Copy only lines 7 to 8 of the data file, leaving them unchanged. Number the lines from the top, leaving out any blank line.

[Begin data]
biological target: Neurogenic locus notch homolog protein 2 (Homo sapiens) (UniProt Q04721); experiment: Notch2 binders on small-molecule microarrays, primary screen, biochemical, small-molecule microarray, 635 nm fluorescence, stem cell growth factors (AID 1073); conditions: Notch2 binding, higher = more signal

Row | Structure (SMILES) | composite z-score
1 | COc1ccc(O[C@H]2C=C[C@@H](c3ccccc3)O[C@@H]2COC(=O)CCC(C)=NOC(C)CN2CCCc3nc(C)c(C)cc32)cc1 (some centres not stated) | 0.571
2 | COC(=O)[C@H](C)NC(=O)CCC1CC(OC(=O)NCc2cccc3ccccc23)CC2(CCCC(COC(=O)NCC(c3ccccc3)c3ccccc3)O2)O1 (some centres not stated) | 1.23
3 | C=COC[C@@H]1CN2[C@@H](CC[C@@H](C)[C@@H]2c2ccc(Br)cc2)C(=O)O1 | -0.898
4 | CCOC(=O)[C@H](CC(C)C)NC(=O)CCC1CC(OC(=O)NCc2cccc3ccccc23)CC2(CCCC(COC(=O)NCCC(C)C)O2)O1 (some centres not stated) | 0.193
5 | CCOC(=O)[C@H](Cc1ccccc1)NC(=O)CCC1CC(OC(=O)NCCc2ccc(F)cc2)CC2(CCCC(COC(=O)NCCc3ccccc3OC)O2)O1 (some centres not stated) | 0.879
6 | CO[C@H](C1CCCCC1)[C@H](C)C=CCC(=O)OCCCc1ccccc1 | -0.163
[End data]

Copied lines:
5 | CCOC(=O)[C@H](Cc1ccccc1)NC(=O)CCC1CC(OC(=O)NCCc2ccc(F)cc2)CC2(CCCC(COC(=O)NCCc3ccccc3OC)O2)O1 (some centres not stated) | 0.879
6 | CO[C@H](C1CCCCC1)[C@H](C)C=CCC(=O)OCCCc1ccccc1 | -0.163